Malenchini

One producer who I have met numerous times throughout the years is Malenchini. I liked both the wines and the winery owners. Another producer from the area that I know well is the Conte Ferdinando Guicciardini family who own Castello di Poppiano. I met the Count years ago at a tasting in Milan and have since come to known the family a bit better as well as the wines. I’ve tried to get them to adopt me but he chose his nephew Bernardo. What can you do….

I’m hard press to explain why these wines aren’t better known in the United States with their specific denomination. I think the theory is that Americans know Chianti Classico and Chianti only and that the rest confuses them. I disagree. I wonder if the new Gran Selezione will make any difference in getting these sub-zones their day in the sun or if they will continue to be a minor player, at least in terms of their denomination…

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Italian Indigenous Varieties: Forgiarin and Forsellina From Friuli and the Veneto, Respectively

Me and Dad Fishing

I’ve been away on Cape Cod fishing with Dad and enjoying the beach. It shows on this blog where readership last week was at a low for the year. I guess it matters how often you post but every once in a while, it’s nice to kick back and not do any work or writing. Here we are though, back in the swing in this lovely month of July.

This week’s grape varieties hail from two regions in Italy – Friuli Venezia Giulia and the Veneto. Forgiarin is a red grape that produces wines with good acidity for a red grape and red fruit aromas and flavors. One producer is particularly noted for his wine from this variety, Emilio Bulfon. Bulfon has helped to rediscover ancient grapes from Friuli. His winery is located near the city of Pordenone.

The second variety for this week is Forsellina from the Veneto. Also a red grape variety, this one can be found in a variety of DOC wines such as Bardolino and Valpolicella. It is usually used as a blending grape with other red varieties such as Molinara, Rossignola, Rondinella, and Corvina.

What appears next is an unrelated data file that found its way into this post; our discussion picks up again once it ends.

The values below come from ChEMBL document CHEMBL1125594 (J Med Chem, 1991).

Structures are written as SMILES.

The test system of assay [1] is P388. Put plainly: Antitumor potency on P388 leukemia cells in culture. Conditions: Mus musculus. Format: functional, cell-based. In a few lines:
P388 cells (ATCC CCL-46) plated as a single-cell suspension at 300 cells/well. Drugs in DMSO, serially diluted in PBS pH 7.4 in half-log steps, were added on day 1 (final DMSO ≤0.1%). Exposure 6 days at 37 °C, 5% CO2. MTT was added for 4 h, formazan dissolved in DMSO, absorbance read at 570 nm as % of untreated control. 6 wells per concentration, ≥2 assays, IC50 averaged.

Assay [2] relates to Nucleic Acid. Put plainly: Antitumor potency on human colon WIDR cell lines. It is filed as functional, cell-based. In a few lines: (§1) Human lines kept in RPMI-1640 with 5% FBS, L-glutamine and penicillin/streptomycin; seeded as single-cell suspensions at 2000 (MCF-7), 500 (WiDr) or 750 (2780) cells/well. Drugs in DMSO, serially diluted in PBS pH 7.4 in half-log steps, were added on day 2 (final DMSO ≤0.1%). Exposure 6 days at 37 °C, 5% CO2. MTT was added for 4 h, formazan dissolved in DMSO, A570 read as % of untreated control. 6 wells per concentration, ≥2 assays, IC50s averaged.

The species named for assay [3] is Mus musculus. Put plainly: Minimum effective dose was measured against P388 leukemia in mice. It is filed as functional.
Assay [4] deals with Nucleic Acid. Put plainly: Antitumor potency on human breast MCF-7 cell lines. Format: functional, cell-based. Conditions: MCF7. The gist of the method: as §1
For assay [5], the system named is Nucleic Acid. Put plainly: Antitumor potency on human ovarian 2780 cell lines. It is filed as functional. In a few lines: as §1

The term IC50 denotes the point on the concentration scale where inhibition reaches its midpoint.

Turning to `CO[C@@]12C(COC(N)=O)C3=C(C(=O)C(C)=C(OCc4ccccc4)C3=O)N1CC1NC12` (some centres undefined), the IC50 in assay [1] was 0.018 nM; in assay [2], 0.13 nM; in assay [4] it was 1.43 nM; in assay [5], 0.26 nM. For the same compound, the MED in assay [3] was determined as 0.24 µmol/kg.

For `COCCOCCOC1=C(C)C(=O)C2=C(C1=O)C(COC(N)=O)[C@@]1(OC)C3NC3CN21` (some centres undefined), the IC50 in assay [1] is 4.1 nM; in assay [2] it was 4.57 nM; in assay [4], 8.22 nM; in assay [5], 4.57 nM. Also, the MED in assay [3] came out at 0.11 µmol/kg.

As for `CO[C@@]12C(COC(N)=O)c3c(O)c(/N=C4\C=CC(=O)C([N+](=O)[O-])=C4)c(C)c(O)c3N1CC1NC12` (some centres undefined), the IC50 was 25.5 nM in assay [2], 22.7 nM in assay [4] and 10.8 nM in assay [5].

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Italian Indigenous Varieties: Forastera Bianco from Ischia (Campania)

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I have some gorgeous photos of a sailing trip to Ischia that I took years ago but they aren’t digital and thus, here I am left with my trusty map of Italy. This week’s grape variety hails from Ischia in the Campania region of Italy. Ischia is the largest of the Isole Flegree or the Phlegraean islands. The others are Capri, Procida, Vivara, and Nisida. Forastera is a white grape variety that produces dry white wines generally with other white varieties such as Biancolella. However, it can also be made into a mono-varietal wine.

The soils on the island are quite fertile and tend to be volcanic. Sea breezes cool the vines and they grow at a considerable height. When looking up this variety I discovered that it was recognized in 1966 and that Ischia became Italy’s second DOC wine.

Forastera is also sometimes called Uva dell’Isola. It is used to make both still and sparkling wines. I have never tried this particular wine from the Casa D’Ambra but the description of how and when the winery began made me want to run out and buy a bottle. Check it out.

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Wine Wednesday: Torcolato Hits The Sweet Spot

Torcolato

Recently I went to a celebration of Italy’s National Day, La Festa della Repubblica, celebrated on June 2 every year. The day commemorates the referendum of 1946 when the Italians voted for a republic rather than a monarchy. This year’s celebration at the Trade Commission in New York showcased Italian delicacies. In addition to cheeses, charcuterie, chocolate, fashion and design, wine was part of the offering.